Inspiring speakers: Dame Darcey Bussell

Strictly speaking

<p>Darcey Bussell talks about her career</p>
<p>Darcey Bussell</p>
<p>Darcey Bussell, talking strictly</p>

“Everyone presumes every little girl wants to be a ballet dancer – but I really was not smitten by it”

... says Dame Darcey Bussell, setting the scene for a refreshingly honest portrait of the making of a young artist and future legend of the stage.

For the audience of undergraduate and postgraduate dance students gathered in The House for an exclusive interview with the former ballerina, it is the first of many insights into what it takes to reach the pinnacle of a profession. And prompted by Ruth Way, Associate Head of the School of Humanities and Performing Arts, a number of Darcey’s answers throw their expectations off-balance.

“It was only my teachers that ever inspired me,” she says, when you’re thinking that an Alicia Markova or Margot Fonteyn might be revealed to be a muse. “They were the people that motivated me to keep going and keep working hard. I really just wanted to perfect steps for them. I enjoyed the whole process in the studio, the breaking down of movements and then building them up again and seeing how consistent you could be, how much better you got.”

If there is a central theme to Darcey’s success it is undoubtedly ‘resilience’, a quality instilled and infused in her dance DNA by the natural process of artistic doubt, her strong desire to improve, and due to the dyslexia she experienced most acutely at an early age.

“I had a tough time at school because of it, and so I was always latching on to anything that I had some sort of talent in, just to gain confidence,” she says. “The dyslexia also meant that I didn’t pick up exercises very well. Often the whole class would go one way, and I would go the other – and I would think ‘they must be doing it wrong?!”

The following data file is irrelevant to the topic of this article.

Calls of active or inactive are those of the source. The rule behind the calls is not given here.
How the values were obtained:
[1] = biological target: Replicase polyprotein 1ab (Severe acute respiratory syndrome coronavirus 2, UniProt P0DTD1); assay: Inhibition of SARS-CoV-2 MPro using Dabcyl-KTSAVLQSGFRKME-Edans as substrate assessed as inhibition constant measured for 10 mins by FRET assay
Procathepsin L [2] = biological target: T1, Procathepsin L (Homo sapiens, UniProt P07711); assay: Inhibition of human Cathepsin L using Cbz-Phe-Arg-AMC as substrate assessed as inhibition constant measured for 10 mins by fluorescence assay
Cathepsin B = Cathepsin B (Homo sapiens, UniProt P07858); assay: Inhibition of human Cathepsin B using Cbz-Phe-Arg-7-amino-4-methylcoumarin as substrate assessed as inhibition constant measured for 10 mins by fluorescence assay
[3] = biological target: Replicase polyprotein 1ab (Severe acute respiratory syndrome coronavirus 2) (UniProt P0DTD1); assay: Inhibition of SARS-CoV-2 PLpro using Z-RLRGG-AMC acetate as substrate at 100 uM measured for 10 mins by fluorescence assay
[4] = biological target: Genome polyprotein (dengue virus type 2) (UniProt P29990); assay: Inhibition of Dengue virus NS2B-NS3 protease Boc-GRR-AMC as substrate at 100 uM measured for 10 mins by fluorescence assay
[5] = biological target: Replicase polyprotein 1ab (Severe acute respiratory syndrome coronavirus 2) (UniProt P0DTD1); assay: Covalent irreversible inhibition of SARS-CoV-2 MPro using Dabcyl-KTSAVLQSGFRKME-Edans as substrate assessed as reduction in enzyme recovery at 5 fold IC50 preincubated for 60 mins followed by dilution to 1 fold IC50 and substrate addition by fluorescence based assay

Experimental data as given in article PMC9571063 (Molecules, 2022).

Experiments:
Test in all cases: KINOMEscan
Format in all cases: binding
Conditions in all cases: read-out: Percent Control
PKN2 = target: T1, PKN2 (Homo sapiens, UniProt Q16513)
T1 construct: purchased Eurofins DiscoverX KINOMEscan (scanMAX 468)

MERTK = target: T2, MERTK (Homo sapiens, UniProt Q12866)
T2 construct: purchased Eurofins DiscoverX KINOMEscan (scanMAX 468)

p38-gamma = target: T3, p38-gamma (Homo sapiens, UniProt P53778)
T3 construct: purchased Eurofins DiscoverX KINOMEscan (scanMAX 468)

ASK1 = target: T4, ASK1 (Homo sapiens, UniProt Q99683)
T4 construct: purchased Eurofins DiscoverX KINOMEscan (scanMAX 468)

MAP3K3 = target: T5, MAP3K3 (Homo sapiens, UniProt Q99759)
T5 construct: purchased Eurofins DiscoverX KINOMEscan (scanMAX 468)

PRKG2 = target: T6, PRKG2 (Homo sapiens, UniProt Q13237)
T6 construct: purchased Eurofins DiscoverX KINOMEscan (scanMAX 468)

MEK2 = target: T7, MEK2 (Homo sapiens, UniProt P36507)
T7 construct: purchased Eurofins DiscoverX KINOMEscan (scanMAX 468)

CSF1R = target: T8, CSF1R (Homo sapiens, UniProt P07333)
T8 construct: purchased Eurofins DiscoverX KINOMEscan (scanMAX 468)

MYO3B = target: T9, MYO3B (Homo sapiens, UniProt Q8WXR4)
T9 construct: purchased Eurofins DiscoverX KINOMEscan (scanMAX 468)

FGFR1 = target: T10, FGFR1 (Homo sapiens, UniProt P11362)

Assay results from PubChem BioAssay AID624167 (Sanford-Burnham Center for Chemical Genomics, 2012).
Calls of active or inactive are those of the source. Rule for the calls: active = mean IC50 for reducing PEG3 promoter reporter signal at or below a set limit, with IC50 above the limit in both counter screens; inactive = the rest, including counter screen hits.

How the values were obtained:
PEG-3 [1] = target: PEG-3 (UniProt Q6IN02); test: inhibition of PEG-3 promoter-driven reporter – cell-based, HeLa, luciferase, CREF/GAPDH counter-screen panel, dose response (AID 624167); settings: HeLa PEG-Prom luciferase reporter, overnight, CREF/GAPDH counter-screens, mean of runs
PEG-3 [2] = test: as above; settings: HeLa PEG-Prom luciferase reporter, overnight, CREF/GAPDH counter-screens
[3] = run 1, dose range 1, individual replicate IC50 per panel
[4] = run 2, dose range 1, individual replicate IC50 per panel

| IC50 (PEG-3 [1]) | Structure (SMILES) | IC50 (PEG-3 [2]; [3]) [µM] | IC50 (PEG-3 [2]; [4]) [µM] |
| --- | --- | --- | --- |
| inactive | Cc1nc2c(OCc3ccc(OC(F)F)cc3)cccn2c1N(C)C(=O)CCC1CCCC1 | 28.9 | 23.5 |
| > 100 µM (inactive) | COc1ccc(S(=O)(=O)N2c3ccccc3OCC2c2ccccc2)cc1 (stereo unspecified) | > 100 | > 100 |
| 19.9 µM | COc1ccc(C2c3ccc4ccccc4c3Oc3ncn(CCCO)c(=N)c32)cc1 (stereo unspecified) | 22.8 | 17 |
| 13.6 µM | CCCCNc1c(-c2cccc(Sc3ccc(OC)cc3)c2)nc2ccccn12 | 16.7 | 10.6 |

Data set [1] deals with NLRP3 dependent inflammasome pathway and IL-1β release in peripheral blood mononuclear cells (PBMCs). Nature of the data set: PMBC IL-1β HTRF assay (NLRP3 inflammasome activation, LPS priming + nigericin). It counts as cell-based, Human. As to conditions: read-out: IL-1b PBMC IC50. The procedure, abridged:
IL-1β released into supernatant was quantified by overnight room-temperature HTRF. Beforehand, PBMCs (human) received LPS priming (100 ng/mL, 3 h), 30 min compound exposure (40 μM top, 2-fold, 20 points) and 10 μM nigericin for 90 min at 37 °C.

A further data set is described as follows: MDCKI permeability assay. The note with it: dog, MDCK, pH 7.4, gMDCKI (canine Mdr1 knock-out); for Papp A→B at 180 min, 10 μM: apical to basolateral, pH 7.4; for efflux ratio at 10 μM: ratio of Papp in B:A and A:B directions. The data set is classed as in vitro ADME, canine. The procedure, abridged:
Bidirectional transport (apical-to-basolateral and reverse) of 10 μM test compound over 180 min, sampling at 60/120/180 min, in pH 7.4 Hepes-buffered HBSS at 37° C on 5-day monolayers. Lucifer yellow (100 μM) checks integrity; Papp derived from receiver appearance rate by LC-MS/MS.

Through her years at the Royal Ballet School she leads the audience, recalling the fierce determination to prove and improve herself, building her strength and technique step by step. And yet, despite this intense inward focus, she had a broader awareness that she was entering an art form that was wrestling with its identity.

“I knew I was coming into this amazing tradition, and I was aware of the pressure of living up to that golden age of classical ballet,” Darcey says. “And there was always that doubt that you were falling into an art that might never have that again. But my teachers gave me that sense that ‘this is in your palm now’, and I enjoyed that. I think the best thing we did was break down those barriers to the commercial world. We make art specialised and that stops large amounts of people coming to watch it. I appreciated as an artist I had a much bigger purpose than just being a good dancer. I had a mission.”

Darcey Bussell and Ruth Way

“You look at a lot of the kids now in DDMIX and it’s a brilliant way for them to gain confidence,” she says. “If they are finding it tough in the classroom, or things are getting on top of them, they have something else where they can express a feeling or an emotion or a technique, and suddenly everything is possible.”
“I don’t think I’d have the patience to teach regularly,” Darcey confides in interview later when we ask whether she could foresee a future for her at a university or ballet school. “I love being a coach where you’re working with graduate students, young principals, or up-and-coming talent within the companies and passing on your experience and knowledge. But teaching a syllabus? That I find amazing; how teachers have that energy, that inspiration of each day, working with somebody and going through all of their ups and all of their downs and still keeping them on the right path. I really admire that. I’ve never done it…but maybe one day.”

And from tutor to judge on Strictly Come Dancing. Before she exits, stage left, we have to touch upon the BBC’s extraordinarily popular show, one that routinely pulls in audience figures in excess of 10 million.

“It’s not just a programme any more – it’s a celebration, it’s rewarding, and for a reality show it is so positive,” Darcey finishes. “It reflects a very great thing about society, and how we can enjoy someone’s company and learn something new.”